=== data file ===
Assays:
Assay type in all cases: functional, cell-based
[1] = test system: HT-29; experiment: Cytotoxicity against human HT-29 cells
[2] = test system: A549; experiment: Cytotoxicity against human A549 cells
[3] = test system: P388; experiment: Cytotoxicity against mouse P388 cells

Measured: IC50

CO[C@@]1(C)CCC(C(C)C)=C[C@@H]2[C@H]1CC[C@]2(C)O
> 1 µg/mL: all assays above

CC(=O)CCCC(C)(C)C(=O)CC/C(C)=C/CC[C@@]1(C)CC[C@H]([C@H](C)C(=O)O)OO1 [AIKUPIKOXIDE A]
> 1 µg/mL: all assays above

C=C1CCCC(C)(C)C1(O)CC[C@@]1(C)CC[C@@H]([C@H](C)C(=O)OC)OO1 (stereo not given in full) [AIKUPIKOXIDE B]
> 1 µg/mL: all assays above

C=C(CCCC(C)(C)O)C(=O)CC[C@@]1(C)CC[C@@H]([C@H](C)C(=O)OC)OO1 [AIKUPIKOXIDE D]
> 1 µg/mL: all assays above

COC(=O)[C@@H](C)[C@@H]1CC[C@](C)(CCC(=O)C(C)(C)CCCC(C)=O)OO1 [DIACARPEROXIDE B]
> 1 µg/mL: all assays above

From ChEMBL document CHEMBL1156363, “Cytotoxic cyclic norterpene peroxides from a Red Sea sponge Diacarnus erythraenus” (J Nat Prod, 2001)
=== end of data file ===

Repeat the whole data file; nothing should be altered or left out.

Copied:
Assays:
Assay type in all cases: functional, cell-based
[1] = test system: HT-29; experiment: Cytotoxicity against human HT-29 cells
[2] = test system: A549; experiment: Cytotoxicity against human A549 cells
[3] = test system: P388; experiment: Cytotoxicity against mouse P388 cells

Measured: IC50

CO[C@@]1(C)CCC(C(C)C)=C[C@@H]2[C@H]1CC[C@]2(C)O
> 1 µg/mL: all assays above

CC(=O)CCCC(C)(C)C(=O)CC/C(C)=C/CC[C@@]1(C)CC[C@H]([C@H](C)C(=O)O)OO1 [AIKUPIKOXIDE A]
> 1 µg/mL: all assays above

C=C1CCCC(C)(C)C1(O)CC[C@@]1(C)CC[C@@H]([C@H](C)C(=O)OC)OO1 (stereo not given in full) [AIKUPIKOXIDE B]
> 1 µg/mL: all assays above

C=C(CCCC(C)(C)O)C(=O)CC[C@@]1(C)CC[C@@H]([C@H](C)C(=O)OC)OO1 [AIKUPIKOXIDE D]
> 1 µg/mL: all assays above

COC(=O)[C@@H](C)[C@@H]1CC[C@](C)(CCC(=O)C(C)(C)CCCC(C)=O)OO1 [DIACARPEROXIDE B]
> 1 µg/mL: all assays above

From ChEMBL document CHEMBL1156363, “Cytotoxic cyclic norterpene peroxides from a Red Sea sponge Diacarnus erythraenus” (J Nat Prod, 2001)